Wisconsin Reports 42 New Deaths From COVID-19

Case Averages, Test-Positivity Rates Continue To Decrease

Pedestrians wear protective masks
Pedestrians wear protective masks during the coronavirus pandemic in Times Square Thursday, Dec. 31, 2020, in New York. Frank Franklin II/AP Photo

New reports of COVID-19 cases are on the decline in Wisconsin, based on the latest data published by the state Department of Health Services.

DHS reported 1,681 new cases of the disease Saturday, bringing the average for the past seven days to 1,666 daily cases. One week ago, the average was 2,161 daily cases.

There were 42 new deaths from COVID-19 reported Saturday. On Saturday, 5,779 tested negative.

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Of the people tested for COVID-19 over the past week, 21 percent were positive for the disease, according to DHS. That rate has been decreasing for about the past two weeks.

The positivity rate is often read by public health officials as a measure of overall testing levels. A high rate could indicate that testing in the state is limited, and skewed toward those already flagged as potentially having COVID-19. A lower rate could indicate testing is more widespread. Changes in the test positivity rate can also speak to COVID-19’s spread, if the size and makeup of the testing pool stays consistent.

DHS also tracks the percentage of tests that are positive, instead of the percentage of people who get a positive result. The metric takes into account people who have been tested multiple times. The seven-day average for that number sits at 6.5 percent.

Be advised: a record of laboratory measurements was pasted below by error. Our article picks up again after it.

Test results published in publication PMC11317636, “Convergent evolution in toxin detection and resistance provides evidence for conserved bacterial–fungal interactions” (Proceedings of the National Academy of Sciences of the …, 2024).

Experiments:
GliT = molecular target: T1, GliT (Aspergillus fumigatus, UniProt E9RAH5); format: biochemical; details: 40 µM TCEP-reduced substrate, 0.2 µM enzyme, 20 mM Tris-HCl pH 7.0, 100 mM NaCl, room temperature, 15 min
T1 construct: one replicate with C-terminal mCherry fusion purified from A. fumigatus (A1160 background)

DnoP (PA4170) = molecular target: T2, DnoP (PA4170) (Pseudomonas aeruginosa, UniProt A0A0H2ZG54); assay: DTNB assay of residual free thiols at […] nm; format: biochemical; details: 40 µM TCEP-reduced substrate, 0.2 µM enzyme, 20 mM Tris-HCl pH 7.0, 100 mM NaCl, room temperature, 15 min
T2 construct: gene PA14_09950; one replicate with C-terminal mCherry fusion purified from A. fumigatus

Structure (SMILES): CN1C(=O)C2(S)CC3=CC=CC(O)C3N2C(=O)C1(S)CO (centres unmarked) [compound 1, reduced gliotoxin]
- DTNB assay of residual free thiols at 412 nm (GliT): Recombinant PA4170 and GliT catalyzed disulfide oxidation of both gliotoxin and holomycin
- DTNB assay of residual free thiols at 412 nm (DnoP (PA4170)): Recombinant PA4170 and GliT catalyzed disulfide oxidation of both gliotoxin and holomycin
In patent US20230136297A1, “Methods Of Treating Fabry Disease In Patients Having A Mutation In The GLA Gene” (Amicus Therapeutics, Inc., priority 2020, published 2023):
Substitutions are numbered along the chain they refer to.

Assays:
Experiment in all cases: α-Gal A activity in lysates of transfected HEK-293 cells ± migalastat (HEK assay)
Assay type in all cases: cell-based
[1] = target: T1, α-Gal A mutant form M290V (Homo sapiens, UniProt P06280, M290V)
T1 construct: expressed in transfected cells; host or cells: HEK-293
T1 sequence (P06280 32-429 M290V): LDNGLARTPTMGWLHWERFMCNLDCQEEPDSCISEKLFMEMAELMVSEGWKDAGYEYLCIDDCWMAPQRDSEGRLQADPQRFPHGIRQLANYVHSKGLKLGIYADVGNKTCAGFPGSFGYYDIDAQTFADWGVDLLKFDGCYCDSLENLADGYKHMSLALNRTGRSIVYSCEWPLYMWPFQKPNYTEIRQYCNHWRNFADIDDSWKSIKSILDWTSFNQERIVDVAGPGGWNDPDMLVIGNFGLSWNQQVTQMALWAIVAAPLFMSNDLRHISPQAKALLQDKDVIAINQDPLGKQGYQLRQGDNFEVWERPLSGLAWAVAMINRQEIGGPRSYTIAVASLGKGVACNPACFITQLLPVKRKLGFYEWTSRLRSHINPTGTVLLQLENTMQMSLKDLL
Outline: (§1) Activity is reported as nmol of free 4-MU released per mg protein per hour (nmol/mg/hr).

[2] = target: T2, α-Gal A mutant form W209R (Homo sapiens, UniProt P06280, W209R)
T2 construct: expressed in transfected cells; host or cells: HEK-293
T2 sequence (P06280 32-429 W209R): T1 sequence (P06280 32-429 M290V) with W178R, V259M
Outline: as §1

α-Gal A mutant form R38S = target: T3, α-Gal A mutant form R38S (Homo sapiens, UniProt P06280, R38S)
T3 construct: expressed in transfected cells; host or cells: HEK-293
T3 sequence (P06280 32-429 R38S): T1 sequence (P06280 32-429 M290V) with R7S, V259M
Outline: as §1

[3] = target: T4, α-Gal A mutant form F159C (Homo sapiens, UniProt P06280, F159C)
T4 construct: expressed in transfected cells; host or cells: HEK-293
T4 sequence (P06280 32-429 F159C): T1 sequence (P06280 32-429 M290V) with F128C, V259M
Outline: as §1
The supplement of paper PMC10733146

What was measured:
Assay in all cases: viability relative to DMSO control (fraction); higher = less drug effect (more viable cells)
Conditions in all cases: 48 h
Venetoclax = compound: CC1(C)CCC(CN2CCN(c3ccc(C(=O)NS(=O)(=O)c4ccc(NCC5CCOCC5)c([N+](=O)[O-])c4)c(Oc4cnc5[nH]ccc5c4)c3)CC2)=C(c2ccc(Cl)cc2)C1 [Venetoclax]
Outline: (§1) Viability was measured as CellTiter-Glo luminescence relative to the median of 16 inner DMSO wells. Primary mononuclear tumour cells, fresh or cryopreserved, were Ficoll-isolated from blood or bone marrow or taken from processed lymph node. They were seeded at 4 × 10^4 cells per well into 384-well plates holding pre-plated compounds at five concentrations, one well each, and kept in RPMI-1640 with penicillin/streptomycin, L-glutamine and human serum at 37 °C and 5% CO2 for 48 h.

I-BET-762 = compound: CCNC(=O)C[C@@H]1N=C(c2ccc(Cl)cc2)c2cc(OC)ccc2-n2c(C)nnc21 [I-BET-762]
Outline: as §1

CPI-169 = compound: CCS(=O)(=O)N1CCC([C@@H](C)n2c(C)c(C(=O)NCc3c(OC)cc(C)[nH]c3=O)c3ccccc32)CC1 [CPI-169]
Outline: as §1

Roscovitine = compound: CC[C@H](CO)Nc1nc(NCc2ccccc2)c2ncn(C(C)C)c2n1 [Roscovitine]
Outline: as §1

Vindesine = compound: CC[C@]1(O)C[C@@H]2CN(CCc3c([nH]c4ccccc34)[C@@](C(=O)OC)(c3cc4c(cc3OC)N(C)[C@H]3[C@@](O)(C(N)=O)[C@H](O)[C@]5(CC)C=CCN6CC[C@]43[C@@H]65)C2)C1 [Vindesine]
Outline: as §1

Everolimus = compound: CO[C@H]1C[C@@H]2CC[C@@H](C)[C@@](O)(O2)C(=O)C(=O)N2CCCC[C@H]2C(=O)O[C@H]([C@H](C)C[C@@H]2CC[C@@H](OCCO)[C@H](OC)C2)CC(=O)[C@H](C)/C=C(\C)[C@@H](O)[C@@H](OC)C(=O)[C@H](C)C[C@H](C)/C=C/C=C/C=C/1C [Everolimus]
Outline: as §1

On Dec. 29, DHS officials began sharing vaccine data information, which is updated every Tuesday.

According to DHS, 779,800 doses of the vaccine have been allocated across Wisconsin as of Tuesday, an increase of 172,150 from the last update. Currently, 310,256 doses of the vaccines have been administered, and 56,680 people have received both shots, completing the vaccination series.

A graph showing the daily number of vaccinations across the state has seen a steady increase in doses administered since the beginning of 2021 — although doses given dip on weekends.

According to the Wisconsin Hospital Association, there were 785 COVID-19 patients hospitalized as of Friday. A total of 23,625 people have been hospitalized because of the disease, or 4.4 percent of all positive cases.

The latest figures bring the overall total of positive cases in Wisconsin to 531,852, according to DHS. A total of 5,685 people in Wisconsin have died from COVID-19.

COVID-19 activity varies from county to county. The latest activity data from DHS, released Wednesday, showed Buffalo County with a “critically high” level of COVID-19 activity, while 60 counties were listed as having a “very high” level of activity and 11 counties had a “high” level of activity. The number of Wisconsin counties at a “critically high” level of COVID-19 activity has been decreasing. Wisconsin’s overall level is “very high.”

COVID-19 activity designations are based on the number of new cases per a county’s population over a 14-day period, as well as whether there’s an upward or downward trend in new cases.

As of Wednesday, all seven of Wisconsin’s regions had “very high” levels of activity and were seeing “shrinking” levels of COVID-19 activity, according to DHS.

Wisconsin’s daily testing capacity — based on the availability of test supplies and adequate staffing — has grown from 120 available lab tests in early March to 59,275 as of Saturday. The number of actual people with new test results reported Saturday was 7,460.

A total of 3,000,975 people have been tested over the course of the pandemic. Of those, 2,469,123 have tested negative.